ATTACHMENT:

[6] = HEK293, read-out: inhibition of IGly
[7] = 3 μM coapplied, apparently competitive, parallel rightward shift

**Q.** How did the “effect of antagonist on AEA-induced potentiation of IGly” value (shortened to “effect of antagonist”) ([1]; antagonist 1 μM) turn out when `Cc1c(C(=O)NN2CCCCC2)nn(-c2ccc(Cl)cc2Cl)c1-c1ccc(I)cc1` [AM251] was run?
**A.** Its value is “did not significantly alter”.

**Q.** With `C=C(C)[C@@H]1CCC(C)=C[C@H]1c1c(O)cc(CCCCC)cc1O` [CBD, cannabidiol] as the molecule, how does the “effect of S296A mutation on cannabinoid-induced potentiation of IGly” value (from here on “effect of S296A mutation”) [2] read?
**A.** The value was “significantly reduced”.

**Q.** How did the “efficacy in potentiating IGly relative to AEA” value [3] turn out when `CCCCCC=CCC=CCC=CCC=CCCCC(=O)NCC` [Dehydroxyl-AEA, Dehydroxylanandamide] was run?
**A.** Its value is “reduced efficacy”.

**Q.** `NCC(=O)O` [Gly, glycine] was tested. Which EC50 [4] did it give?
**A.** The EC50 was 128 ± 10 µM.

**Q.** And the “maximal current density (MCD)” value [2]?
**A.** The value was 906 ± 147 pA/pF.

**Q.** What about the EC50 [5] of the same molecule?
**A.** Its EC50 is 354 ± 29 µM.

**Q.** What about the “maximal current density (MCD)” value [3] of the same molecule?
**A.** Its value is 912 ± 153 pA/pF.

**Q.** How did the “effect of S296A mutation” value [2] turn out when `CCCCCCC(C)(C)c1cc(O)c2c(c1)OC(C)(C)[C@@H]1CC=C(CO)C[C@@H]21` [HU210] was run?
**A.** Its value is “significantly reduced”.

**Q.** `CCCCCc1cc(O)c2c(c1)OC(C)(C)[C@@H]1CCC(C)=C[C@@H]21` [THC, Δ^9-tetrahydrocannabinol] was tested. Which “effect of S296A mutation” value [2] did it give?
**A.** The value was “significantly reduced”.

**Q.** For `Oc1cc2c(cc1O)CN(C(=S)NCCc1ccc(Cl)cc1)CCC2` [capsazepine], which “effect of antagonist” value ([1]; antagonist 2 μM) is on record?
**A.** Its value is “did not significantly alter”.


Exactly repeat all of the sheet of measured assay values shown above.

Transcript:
[6] = HEK293, read-out: inhibition of IGly
[7] = 3 μM coapplied, apparently competitive, parallel rightward shift

**Q.** How did the “effect of antagonist on AEA-induced potentiation of IGly” value (shortened to “effect of antagonist”) ([1]; antagonist 1 μM) turn out when `Cc1c(C(=O)NN2CCCCC2)nn(-c2ccc(Cl)cc2Cl)c1-c1ccc(I)cc1` [AM251] was run?
**A.** Its value is “did not significantly alter”.

**Q.** With `C=C(C)[C@@H]1CCC(C)=C[C@H]1c1c(O)cc(CCCCC)cc1O` [CBD, cannabidiol] as the molecule, how does the “effect of S296A mutation on cannabinoid-induced potentiation of IGly” value (from here on “effect of S296A mutation”) [2] read?
**A.** The value was “significantly reduced”.

**Q.** How did the “efficacy in potentiating IGly relative to AEA” value [3] turn out when `CCCCCC=CCC=CCC=CCC=CCCCC(=O)NCC` [Dehydroxyl-AEA, Dehydroxylanandamide] was run?
**A.** Its value is “reduced efficacy”.

**Q.** `NCC(=O)O` [Gly, glycine] was tested. Which EC50 [4] did it give?
**A.** The EC50 was 128 ± 10 µM.

**Q.** And the “maximal current density (MCD)” value [2]?
**A.** The value was 906 ± 147 pA/pF.

**Q.** What about the EC50 [5] of the same molecule?
**A.** Its EC50 is 354 ± 29 µM.

**Q.** What about the “maximal current density (MCD)” value [3] of the same molecule?
**A.** Its value is 912 ± 153 pA/pF.

**Q.** How did the “effect of S296A mutation” value [2] turn out when `CCCCCCC(C)(C)c1cc(O)c2c(c1)OC(C)(C)[C@@H]1CC=C(CO)C[C@@H]21` [HU210] was run?
**A.** Its value is “significantly reduced”.

**Q.** `CCCCCc1cc(O)c2c(c1)OC(C)(C)[C@@H]1CCC(C)=C[C@@H]21` [THC, Δ^9-tetrahydrocannabinol] was tested. Which “effect of S296A mutation” value [2] did it give?
**A.** The value was “significantly reduced”.

**Q.** For `Oc1cc2c(cc1O)CN(C(=S)NCCc1ccc(Cl)cc1)CCC2` [capsazepine], which “effect of antagonist” value ([1]; antagonist 2 μM) is on record?
**A.** Its value is “did not significantly alter”.